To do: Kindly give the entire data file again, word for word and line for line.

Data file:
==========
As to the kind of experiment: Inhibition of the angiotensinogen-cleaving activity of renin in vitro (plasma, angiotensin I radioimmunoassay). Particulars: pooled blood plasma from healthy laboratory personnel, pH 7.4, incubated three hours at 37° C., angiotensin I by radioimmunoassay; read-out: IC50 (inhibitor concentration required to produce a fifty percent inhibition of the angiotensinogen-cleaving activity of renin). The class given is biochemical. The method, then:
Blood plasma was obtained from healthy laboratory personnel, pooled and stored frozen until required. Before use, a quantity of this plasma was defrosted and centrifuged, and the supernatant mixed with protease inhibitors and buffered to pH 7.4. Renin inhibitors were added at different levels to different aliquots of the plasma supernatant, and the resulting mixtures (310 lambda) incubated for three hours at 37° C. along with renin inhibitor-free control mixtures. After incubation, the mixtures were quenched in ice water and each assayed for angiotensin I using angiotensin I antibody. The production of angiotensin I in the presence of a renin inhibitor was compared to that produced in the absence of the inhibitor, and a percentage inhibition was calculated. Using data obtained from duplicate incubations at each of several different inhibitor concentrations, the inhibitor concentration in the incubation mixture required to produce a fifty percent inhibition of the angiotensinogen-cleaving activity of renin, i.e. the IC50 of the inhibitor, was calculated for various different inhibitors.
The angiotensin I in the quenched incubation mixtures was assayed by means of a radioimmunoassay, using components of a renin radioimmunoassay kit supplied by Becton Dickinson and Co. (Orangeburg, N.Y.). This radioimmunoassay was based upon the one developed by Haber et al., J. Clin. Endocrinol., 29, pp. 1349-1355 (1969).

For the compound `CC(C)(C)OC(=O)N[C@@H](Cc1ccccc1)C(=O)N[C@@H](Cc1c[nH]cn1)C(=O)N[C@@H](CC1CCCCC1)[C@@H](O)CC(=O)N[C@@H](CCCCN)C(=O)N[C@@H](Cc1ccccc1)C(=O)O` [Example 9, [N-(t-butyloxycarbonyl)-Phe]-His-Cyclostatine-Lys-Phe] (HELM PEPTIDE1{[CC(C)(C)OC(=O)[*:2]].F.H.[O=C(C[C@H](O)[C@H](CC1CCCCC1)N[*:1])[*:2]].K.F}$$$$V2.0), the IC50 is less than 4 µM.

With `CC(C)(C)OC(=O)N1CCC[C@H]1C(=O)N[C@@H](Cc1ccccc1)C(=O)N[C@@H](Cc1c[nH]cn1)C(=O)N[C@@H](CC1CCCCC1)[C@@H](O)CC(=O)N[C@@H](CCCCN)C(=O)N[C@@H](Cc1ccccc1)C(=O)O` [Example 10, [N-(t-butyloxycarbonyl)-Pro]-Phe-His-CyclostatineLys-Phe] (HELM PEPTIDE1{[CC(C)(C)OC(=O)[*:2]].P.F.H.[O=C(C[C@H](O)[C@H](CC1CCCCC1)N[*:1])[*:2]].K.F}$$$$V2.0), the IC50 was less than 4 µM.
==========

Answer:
As to the kind of experiment: Inhibition of the angiotensinogen-cleaving activity of renin in vitro (plasma, angiotensin I radioimmunoassay). Particulars: pooled blood plasma from healthy laboratory personnel, pH 7.4, incubated three hours at 37° C., angiotensin I by radioimmunoassay; read-out: IC50 (inhibitor concentration required to produce a fifty percent inhibition of the angiotensinogen-cleaving activity of renin). The class given is biochemical. The method, then:
Blood plasma was obtained from healthy laboratory personnel, pooled and stored frozen until required. Before use, a quantity of this plasma was defrosted and centrifuged, and the supernatant mixed with protease inhibitors and buffered to pH 7.4. Renin inhibitors were added at different levels to different aliquots of the plasma supernatant, and the resulting mixtures (310 lambda) incubated for three hours at 37° C. along with renin inhibitor-free control mixtures. After incubation, the mixtures were quenched in ice water and each assayed for angiotensin I using angiotensin I antibody. The production of angiotensin I in the presence of a renin inhibitor was compared to that produced in the absence of the inhibitor, and a percentage inhibition was calculated. Using data obtained from duplicate incubations at each of several different inhibitor concentrations, the inhibitor concentration in the incubation mixture required to produce a fifty percent inhibition of the angiotensinogen-cleaving activity of renin, i.e. the IC50 of the inhibitor, was calculated for various different inhibitors.
The angiotensin I in the quenched incubation mixtures was assayed by means of a radioimmunoassay, using components of a renin radioimmunoassay kit supplied by Becton Dickinson and Co. (Orangeburg, N.Y.). This radioimmunoassay was based upon the one developed by Haber et al., J. Clin. Endocrinol., 29, pp. 1349-1355 (1969).

For the compound `CC(C)(C)OC(=O)N[C@@H](Cc1ccccc1)C(=O)N[C@@H](Cc1c[nH]cn1)C(=O)N[C@@H](CC1CCCCC1)[C@@H](O)CC(=O)N[C@@H](CCCCN)C(=O)N[C@@H](Cc1ccccc1)C(=O)O` [Example 9, [N-(t-butyloxycarbonyl)-Phe]-His-Cyclostatine-Lys-Phe] (HELM PEPTIDE1{[CC(C)(C)OC(=O)[*:2]].F.H.[O=C(C[C@H](O)[C@H](CC1CCCCC1)N[*:1])[*:2]].K.F}$$$$V2.0), the IC50 is less than 4 µM.

With `CC(C)(C)OC(=O)N1CCC[C@H]1C(=O)N[C@@H](Cc1ccccc1)C(=O)N[C@@H](Cc1c[nH]cn1)C(=O)N[C@@H](CC1CCCCC1)[C@@H](O)CC(=O)N[C@@H](CCCCN)C(=O)N[C@@H](Cc1ccccc1)C(=O)O` [Example 10, [N-(t-butyloxycarbonyl)-Pro]-Phe-His-CyclostatineLys-Phe] (HELM PEPTIDE1{[CC(C)(C)OC(=O)[*:2]].P.F.H.[O=C(C[C@H](O)[C@H](CC1CCCCC1)N[*:1])[*:2]].K.F}$$$$V2.0), the IC50 was less than 4 µM.